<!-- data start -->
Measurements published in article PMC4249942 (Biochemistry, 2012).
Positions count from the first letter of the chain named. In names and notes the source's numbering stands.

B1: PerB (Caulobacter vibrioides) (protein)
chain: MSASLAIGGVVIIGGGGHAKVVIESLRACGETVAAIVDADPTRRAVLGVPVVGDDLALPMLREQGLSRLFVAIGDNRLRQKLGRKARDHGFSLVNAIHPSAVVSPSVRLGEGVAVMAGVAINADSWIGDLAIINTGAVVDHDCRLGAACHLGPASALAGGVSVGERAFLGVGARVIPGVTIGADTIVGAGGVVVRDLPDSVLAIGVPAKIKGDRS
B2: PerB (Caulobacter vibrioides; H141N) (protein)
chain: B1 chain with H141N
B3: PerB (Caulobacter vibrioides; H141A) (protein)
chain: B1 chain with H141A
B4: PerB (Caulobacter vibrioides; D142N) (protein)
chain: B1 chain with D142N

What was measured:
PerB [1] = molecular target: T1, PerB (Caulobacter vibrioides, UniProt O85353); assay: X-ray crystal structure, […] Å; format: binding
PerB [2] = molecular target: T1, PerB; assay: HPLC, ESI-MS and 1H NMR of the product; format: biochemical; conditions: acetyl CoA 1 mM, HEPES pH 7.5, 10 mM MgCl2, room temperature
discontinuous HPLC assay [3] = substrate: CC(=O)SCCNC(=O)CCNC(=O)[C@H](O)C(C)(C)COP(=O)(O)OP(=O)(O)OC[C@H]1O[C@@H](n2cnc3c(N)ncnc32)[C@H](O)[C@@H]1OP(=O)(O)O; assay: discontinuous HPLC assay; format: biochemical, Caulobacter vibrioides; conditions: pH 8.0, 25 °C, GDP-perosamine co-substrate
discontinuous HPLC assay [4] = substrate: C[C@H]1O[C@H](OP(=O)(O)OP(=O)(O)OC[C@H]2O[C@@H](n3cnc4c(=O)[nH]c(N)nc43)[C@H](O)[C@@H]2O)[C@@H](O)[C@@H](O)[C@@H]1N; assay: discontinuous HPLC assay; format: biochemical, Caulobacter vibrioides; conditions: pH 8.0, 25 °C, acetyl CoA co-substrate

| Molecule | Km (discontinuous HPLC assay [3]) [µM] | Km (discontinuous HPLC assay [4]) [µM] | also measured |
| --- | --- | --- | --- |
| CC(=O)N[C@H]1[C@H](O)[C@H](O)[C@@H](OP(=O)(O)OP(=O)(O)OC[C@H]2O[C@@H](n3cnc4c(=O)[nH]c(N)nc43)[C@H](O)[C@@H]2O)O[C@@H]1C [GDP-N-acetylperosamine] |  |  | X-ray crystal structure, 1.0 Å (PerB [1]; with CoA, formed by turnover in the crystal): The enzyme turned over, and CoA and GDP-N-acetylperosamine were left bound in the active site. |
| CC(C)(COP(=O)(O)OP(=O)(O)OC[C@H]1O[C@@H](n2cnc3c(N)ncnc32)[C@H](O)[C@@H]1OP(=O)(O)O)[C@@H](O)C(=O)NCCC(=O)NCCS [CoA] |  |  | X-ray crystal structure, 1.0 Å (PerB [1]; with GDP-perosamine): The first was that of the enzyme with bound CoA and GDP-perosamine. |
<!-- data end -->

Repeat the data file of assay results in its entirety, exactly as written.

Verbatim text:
Measurements published in article PMC4249942 (Biochemistry, 2012).
Positions count from the first letter of the chain named. In names and notes the source's numbering stands.

B1: PerB (Caulobacter vibrioides) (protein)
chain: MSASLAIGGVVIIGGGGHAKVVIESLRACGETVAAIVDADPTRRAVLGVPVVGDDLALPMLREQGLSRLFVAIGDNRLRQKLGRKARDHGFSLVNAIHPSAVVSPSVRLGEGVAVMAGVAINADSWIGDLAIINTGAVVDHDCRLGAACHLGPASALAGGVSVGERAFLGVGARVIPGVTIGADTIVGAGGVVVRDLPDSVLAIGVPAKIKGDRS
B2: PerB (Caulobacter vibrioides; H141N) (protein)
chain: B1 chain with H141N
B3: PerB (Caulobacter vibrioides; H141A) (protein)
chain: B1 chain with H141A
B4: PerB (Caulobacter vibrioides; D142N) (protein)
chain: B1 chain with D142N

What was measured:
PerB [1] = molecular target: T1, PerB (Caulobacter vibrioides, UniProt O85353); assay: X-ray crystal structure, […] Å; format: binding
PerB [2] = molecular target: T1, PerB; assay: HPLC, ESI-MS and 1H NMR of the product; format: biochemical; conditions: acetyl CoA 1 mM, HEPES pH 7.5, 10 mM MgCl2, room temperature
discontinuous HPLC assay [3] = substrate: CC(=O)SCCNC(=O)CCNC(=O)[C@H](O)C(C)(C)COP(=O)(O)OP(=O)(O)OC[C@H]1O[C@@H](n2cnc3c(N)ncnc32)[C@H](O)[C@@H]1OP(=O)(O)O; assay: discontinuous HPLC assay; format: biochemical, Caulobacter vibrioides; conditions: pH 8.0, 25 °C, GDP-perosamine co-substrate
discontinuous HPLC assay [4] = substrate: C[C@H]1O[C@H](OP(=O)(O)OP(=O)(O)OC[C@H]2O[C@@H](n3cnc4c(=O)[nH]c(N)nc43)[C@H](O)[C@@H]2O)[C@@H](O)[C@@H](O)[C@@H]1N; assay: discontinuous HPLC assay; format: biochemical, Caulobacter vibrioides; conditions: pH 8.0, 25 °C, acetyl CoA co-substrate

| Molecule | Km (discontinuous HPLC assay [3]) [µM] | Km (discontinuous HPLC assay [4]) [µM] | also measured |
| --- | --- | --- | --- |
| CC(=O)N[C@H]1[C@H](O)[C@H](O)[C@@H](OP(=O)(O)OP(=O)(O)OC[C@H]2O[C@@H](n3cnc4c(=O)[nH]c(N)nc43)[C@H](O)[C@@H]2O)O[C@@H]1C [GDP-N-acetylperosamine] |  |  | X-ray crystal structure, 1.0 Å (PerB [1]; with CoA, formed by turnover in the crystal): The enzyme turned over, and CoA and GDP-N-acetylperosamine were left bound in the active site. |
| CC(C)(COP(=O)(O)OP(=O)(O)OC[C@H]1O[C@@H](n2cnc3c(N)ncnc32)[C@H](O)[C@@H]1OP(=O)(O)O)[C@@H](O)C(=O)NCCC(=O)NCCS [CoA] |  |  | X-ray crystal structure, 1.0 Å (PerB [1]; with GDP-perosamine): The first was that of the enzyme with bound CoA and GDP-perosamine. |